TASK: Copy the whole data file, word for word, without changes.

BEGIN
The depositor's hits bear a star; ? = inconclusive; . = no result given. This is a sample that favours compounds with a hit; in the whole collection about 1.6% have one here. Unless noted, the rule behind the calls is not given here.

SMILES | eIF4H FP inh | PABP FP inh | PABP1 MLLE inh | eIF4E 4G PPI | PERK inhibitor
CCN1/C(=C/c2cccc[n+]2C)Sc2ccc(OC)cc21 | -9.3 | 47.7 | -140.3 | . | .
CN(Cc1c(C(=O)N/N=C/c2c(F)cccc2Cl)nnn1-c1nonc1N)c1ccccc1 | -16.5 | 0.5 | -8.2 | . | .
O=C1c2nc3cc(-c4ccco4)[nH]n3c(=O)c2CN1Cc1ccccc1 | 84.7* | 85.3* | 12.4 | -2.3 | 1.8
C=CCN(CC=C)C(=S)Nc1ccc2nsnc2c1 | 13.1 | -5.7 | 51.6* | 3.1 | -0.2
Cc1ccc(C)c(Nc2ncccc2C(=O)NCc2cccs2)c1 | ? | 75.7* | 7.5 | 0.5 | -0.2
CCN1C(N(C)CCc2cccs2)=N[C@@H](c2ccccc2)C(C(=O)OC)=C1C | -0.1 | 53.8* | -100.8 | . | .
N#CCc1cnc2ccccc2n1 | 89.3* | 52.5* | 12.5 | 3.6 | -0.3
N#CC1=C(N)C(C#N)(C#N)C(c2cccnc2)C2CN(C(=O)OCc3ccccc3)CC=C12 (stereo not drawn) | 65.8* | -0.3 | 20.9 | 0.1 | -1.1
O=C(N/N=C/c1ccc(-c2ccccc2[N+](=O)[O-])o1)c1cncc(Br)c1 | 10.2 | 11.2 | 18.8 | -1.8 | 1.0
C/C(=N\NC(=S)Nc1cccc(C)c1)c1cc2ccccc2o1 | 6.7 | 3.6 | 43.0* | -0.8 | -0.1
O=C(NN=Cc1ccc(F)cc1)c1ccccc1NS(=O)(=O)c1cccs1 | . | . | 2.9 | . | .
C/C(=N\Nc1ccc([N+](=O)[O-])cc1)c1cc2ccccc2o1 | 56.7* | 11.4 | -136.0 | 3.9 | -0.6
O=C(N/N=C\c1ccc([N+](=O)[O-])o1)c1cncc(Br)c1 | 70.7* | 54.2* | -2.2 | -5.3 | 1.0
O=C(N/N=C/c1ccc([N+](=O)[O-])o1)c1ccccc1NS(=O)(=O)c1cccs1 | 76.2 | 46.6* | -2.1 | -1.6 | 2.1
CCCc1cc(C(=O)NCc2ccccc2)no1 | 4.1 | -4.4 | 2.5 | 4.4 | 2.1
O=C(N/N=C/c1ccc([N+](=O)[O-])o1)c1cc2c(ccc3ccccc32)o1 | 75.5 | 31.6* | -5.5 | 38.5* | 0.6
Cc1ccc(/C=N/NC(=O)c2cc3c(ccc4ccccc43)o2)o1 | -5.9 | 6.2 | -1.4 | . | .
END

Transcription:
The depositor's hits bear a star; ? = inconclusive; . = no result given. This is a sample that favours compounds with a hit; in the whole collection about 1.6% have one here. Unless noted, the rule behind the calls is not given here.

SMILES | eIF4H FP inh | PABP FP inh | PABP1 MLLE inh | eIF4E 4G PPI | PERK inhibitor
CCN1/C(=C/c2cccc[n+]2C)Sc2ccc(OC)cc21 | -9.3 | 47.7 | -140.3 | . | .
CN(Cc1c(C(=O)N/N=C/c2c(F)cccc2Cl)nnn1-c1nonc1N)c1ccccc1 | -16.5 | 0.5 | -8.2 | . | .
O=C1c2nc3cc(-c4ccco4)[nH]n3c(=O)c2CN1Cc1ccccc1 | 84.7* | 85.3* | 12.4 | -2.3 | 1.8
C=CCN(CC=C)C(=S)Nc1ccc2nsnc2c1 | 13.1 | -5.7 | 51.6* | 3.1 | -0.2
Cc1ccc(C)c(Nc2ncccc2C(=O)NCc2cccs2)c1 | ? | 75.7* | 7.5 | 0.5 | -0.2
CCN1C(N(C)CCc2cccs2)=N[C@@H](c2ccccc2)C(C(=O)OC)=C1C | -0.1 | 53.8* | -100.8 | . | .
N#CCc1cnc2ccccc2n1 | 89.3* | 52.5* | 12.5 | 3.6 | -0.3
N#CC1=C(N)C(C#N)(C#N)C(c2cccnc2)C2CN(C(=O)OCc3ccccc3)CC=C12 (stereo not drawn) | 65.8* | -0.3 | 20.9 | 0.1 | -1.1
O=C(N/N=C/c1ccc(-c2ccccc2[N+](=O)[O-])o1)c1cncc(Br)c1 | 10.2 | 11.2 | 18.8 | -1.8 | 1.0
C/C(=N\NC(=S)Nc1cccc(C)c1)c1cc2ccccc2o1 | 6.7 | 3.6 | 43.0* | -0.8 | -0.1
O=C(NN=Cc1ccc(F)cc1)c1ccccc1NS(=O)(=O)c1cccs1 | . | . | 2.9 | . | .
C/C(=N\Nc1ccc([N+](=O)[O-])cc1)c1cc2ccccc2o1 | 56.7* | 11.4 | -136.0 | 3.9 | -0.6
O=C(N/N=C\c1ccc([N+](=O)[O-])o1)c1cncc(Br)c1 | 70.7* | 54.2* | -2.2 | -5.3 | 1.0
O=C(N/N=C/c1ccc([N+](=O)[O-])o1)c1ccccc1NS(=O)(=O)c1cccs1 | 76.2 | 46.6* | -2.1 | -1.6 | 2.1
CCCc1cc(C(=O)NCc2ccccc2)no1 | 4.1 | -4.4 | 2.5 | 4.4 | 2.1
O=C(N/N=C/c1ccc([N+](=O)[O-])o1)c1cc2c(ccc3ccccc32)o1 | 75.5 | 31.6* | -5.5 | 38.5* | 0.6
Cc1ccc(/C=N/NC(=O)c2cc3c(ccc4ccccc43)o2)o1 | -5.9 | 6.2 | -1.4 | . | .